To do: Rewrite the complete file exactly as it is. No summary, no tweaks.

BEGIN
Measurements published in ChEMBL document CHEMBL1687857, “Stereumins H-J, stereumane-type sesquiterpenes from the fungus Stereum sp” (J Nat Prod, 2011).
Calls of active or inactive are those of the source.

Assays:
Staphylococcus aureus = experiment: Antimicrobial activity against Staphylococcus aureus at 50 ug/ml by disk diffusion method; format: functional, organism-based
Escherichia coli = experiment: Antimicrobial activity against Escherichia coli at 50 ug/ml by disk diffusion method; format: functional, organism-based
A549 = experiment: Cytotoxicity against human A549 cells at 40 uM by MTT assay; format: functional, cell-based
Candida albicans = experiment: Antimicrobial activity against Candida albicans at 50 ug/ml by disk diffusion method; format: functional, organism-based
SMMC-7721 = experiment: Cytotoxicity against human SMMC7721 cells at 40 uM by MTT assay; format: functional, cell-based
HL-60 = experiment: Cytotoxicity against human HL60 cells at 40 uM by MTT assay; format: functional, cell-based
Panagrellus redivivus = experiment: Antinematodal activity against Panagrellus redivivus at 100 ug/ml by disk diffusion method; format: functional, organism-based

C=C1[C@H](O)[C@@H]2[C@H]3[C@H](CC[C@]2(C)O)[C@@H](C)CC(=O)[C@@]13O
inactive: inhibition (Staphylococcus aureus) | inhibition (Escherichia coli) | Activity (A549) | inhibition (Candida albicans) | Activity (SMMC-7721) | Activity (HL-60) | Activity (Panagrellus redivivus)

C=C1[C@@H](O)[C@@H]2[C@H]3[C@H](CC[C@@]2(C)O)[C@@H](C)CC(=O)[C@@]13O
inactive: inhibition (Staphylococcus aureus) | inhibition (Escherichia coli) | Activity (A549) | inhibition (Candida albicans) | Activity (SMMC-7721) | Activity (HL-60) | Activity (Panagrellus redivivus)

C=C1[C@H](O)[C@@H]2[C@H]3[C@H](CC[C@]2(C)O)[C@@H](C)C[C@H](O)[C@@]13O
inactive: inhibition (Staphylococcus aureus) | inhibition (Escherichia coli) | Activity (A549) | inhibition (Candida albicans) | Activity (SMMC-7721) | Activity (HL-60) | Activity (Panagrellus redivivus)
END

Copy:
Measurements published in ChEMBL document CHEMBL1687857, “Stereumins H-J, stereumane-type sesquiterpenes from the fungus Stereum sp” (J Nat Prod, 2011).
Calls of active or inactive are those of the source.

Assays:
Staphylococcus aureus = experiment: Antimicrobial activity against Staphylococcus aureus at 50 ug/ml by disk diffusion method; format: functional, organism-based
Escherichia coli = experiment: Antimicrobial activity against Escherichia coli at 50 ug/ml by disk diffusion method; format: functional, organism-based
A549 = experiment: Cytotoxicity against human A549 cells at 40 uM by MTT assay; format: functional, cell-based
Candida albicans = experiment: Antimicrobial activity against Candida albicans at 50 ug/ml by disk diffusion method; format: functional, organism-based
SMMC-7721 = experiment: Cytotoxicity against human SMMC7721 cells at 40 uM by MTT assay; format: functional, cell-based
HL-60 = experiment: Cytotoxicity against human HL60 cells at 40 uM by MTT assay; format: functional, cell-based
Panagrellus redivivus = experiment: Antinematodal activity against Panagrellus redivivus at 100 ug/ml by disk diffusion method; format: functional, organism-based

C=C1[C@H](O)[C@@H]2[C@H]3[C@H](CC[C@]2(C)O)[C@@H](C)CC(=O)[C@@]13O
inactive: inhibition (Staphylococcus aureus) | inhibition (Escherichia coli) | Activity (A549) | inhibition (Candida albicans) | Activity (SMMC-7721) | Activity (HL-60) | Activity (Panagrellus redivivus)

C=C1[C@@H](O)[C@@H]2[C@H]3[C@H](CC[C@@]2(C)O)[C@@H](C)CC(=O)[C@@]13O
inactive: inhibition (Staphylococcus aureus) | inhibition (Escherichia coli) | Activity (A549) | inhibition (Candida albicans) | Activity (SMMC-7721) | Activity (HL-60) | Activity (Panagrellus redivivus)

C=C1[C@H](O)[C@@H]2[C@H]3[C@H](CC[C@]2(C)O)[C@@H](C)C[C@H](O)[C@@]13O
inactive: inhibition (Staphylococcus aureus) | inhibition (Escherichia coli) | Activity (A549) | inhibition (Candida albicans) | Activity (SMMC-7721) | Activity (HL-60) | Activity (Panagrellus redivivus)